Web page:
By Gregor Paul in Yokohama
However much it may be a detestable term, wrongly used to the point where the players have almost become a parody of themselves, the All Blacks showed in Yokohama that they had indeed taken the learnings from the Rugby Championship.
They managed to score five tries – one short of their customary six – against the Wallabies, but yet played in a contrasting style to their first two Bledisloe victories.
This was a performance a world away – figuratively and literally – to the turnover mayhem the All Blacks produced back in August.
This was more of a World Cup sort of set-up – a more conservative, yet not overly so approach where the All Blacks trusted the traditional components of their game.
Their scrum was quite fantastic and they used it as their best attacking platform and also as a means to win penalties.
They launched a driving maul from inside their own 22 at one stage which was a tactic straight out of South Africa's playbook and one that earned the All Blacks a 60 metre gain by the time Beauden Barrett booted the resulting penalty into touch.
Come the pressure-filled knockout rounds of World Cup games, these sorts of skills will be invaluable.
"It was a good start," said All Blacks coach Steve Hansen. "Australia played differently to what we are playing in the next couple of weeks but they are a formidable opponent and on their day can play very well. So it was a good performance from us."
The other new trick the All Blacks tried and ultimately benefited from was starting with two play-makers.
In recent tests the burden of decision-making has fallen almost exclusively on Barrett.
But the selection of Damian McKenzie at fullback gave the All Blacks more options to keep the Wallabies' defence guessing and the little Chiefs wizard contributed wisely and effectively.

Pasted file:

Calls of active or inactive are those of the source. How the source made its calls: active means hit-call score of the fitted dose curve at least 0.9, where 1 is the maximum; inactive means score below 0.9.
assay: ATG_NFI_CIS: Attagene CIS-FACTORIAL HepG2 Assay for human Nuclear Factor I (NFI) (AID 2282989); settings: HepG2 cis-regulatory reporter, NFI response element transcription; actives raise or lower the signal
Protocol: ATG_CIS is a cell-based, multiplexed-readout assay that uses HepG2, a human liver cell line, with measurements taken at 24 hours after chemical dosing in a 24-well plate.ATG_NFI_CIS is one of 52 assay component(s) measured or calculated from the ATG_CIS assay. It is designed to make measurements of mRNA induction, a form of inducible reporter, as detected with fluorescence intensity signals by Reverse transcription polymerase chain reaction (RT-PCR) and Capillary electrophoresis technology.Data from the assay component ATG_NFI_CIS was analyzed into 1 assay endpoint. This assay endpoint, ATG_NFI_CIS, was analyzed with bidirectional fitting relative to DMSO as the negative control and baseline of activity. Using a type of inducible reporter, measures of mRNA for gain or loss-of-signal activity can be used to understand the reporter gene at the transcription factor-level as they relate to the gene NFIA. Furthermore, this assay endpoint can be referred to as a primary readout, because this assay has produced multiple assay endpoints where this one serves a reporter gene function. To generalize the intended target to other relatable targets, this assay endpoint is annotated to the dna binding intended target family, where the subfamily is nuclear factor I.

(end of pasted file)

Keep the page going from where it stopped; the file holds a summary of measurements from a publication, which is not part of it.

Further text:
"He's a quality player we were really happy with the options he gave us because he allowed that to take a bit of pressure off Beauden," said Hansen of McKenzie.
"So having two drivers on the park is good for us and something we will look to keep doing going forward."
The hope now for Hansen is that his players see victory in Yokohama as a triumph for being patient and accepting that they don't need to try to win the game in the first 20 minutes.
What they presumably learned in the Rugby Championship is that hard work early in the game can be a long-term investment.
That sometimes it is best to play in fourth gear and be more accurate, hold the ball for a little bit longer and reduce the mistakes that often come with higher risk rugby.
The All Blacks didn't throw impossible passes in the first half hour. They didn't get anxious that the Wallabies defence was proving resolute in that period and they didn't try to force the pace to push for the try.
Instead they would regroup, go back to the forwards to batter ahead by inches again until the space finally opened for them to launch a wider attack.
"They are never an easy team to break down and clearly they were motivated in the first 30 minutes," said All Blacks assistant coach Ian Foster.
"We took our time which we haven't done in the last couple of weeks and we were patient which I think we showed with Liam's try. We played our way through it."
That patience earned the All Blacks an easier final quarter as by then, the Wallabies were chasing the game, taking risks and perhaps tiring a bit.
That allowed the All Blacks to up the pace, to play wider and stretch and break the Wallabies with quick fire tries from Ben Smith and Rieko Ioane.
"We actually wanted to feel like we were in control of the game," said All Blacks captain Kieran Read.
"We started better than we have done in the last few tests and once you have your nose in front, you control the game. It was a good start."